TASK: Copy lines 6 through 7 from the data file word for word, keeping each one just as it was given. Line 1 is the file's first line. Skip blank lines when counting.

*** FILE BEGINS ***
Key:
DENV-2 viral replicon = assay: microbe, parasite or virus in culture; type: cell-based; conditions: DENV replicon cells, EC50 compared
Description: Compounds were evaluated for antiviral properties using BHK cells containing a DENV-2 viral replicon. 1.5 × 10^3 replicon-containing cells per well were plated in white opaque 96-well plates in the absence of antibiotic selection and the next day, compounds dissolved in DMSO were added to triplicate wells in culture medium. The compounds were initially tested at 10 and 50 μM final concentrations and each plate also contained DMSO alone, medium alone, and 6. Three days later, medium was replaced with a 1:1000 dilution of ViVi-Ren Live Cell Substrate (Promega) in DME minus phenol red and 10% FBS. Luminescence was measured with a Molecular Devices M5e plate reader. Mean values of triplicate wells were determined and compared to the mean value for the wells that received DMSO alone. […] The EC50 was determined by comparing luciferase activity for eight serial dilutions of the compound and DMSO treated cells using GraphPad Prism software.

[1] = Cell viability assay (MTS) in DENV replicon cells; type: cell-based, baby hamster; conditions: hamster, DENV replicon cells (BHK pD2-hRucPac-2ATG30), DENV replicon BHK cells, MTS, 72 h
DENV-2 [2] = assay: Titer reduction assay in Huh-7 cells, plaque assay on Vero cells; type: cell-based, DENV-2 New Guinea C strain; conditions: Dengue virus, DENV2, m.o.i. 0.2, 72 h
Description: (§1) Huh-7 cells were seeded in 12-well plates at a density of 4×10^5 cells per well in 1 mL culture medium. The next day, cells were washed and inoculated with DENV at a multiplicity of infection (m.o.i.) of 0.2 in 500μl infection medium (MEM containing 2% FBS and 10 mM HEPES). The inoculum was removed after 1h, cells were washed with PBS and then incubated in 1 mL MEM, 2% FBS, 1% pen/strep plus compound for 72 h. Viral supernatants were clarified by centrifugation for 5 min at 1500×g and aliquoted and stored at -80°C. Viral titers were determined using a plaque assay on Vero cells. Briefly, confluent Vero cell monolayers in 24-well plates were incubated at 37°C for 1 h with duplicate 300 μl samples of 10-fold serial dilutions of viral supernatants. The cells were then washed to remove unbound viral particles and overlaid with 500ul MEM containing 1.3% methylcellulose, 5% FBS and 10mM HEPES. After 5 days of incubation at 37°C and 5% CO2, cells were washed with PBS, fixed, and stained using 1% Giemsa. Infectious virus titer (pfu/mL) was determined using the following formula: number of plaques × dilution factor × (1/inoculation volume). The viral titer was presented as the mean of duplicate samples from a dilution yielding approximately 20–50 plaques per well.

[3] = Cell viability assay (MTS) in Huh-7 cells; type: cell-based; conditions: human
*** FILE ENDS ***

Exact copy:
Description: (§1) Huh-7 cells were seeded in 12-well plates at a density of 4×10^5 cells per well in 1 mL culture medium. The next day, cells were washed and inoculated with DENV at a multiplicity of infection (m.o.i.) of 0.2 in 500μl infection medium (MEM containing 2% FBS and 10 mM HEPES). The inoculum was removed after 1h, cells were washed with PBS and then incubated in 1 mL MEM, 2% FBS, 1% pen/strep plus compound for 72 h. Viral supernatants were clarified by centrifugation for 5 min at 1500×g and aliquoted and stored at -80°C. Viral titers were determined using a plaque assay on Vero cells. Briefly, confluent Vero cell monolayers in 24-well plates were incubated at 37°C for 1 h with duplicate 300 μl samples of 10-fold serial dilutions of viral supernatants. The cells were then washed to remove unbound viral particles and overlaid with 500ul MEM containing 1.3% methylcellulose, 5% FBS and 10mM HEPES. After 5 days of incubation at 37°C and 5% CO2, cells were washed with PBS, fixed, and stained using 1% Giemsa. Infectious virus titer (pfu/mL) was determined using the following formula: number of plaques × dilution factor × (1/inoculation volume). The viral titer was presented as the mean of duplicate samples from a dilution yielding approximately 20–50 plaques per well.

[3] = Cell viability assay (MTS) in Huh-7 cells; type: cell-based; conditions: human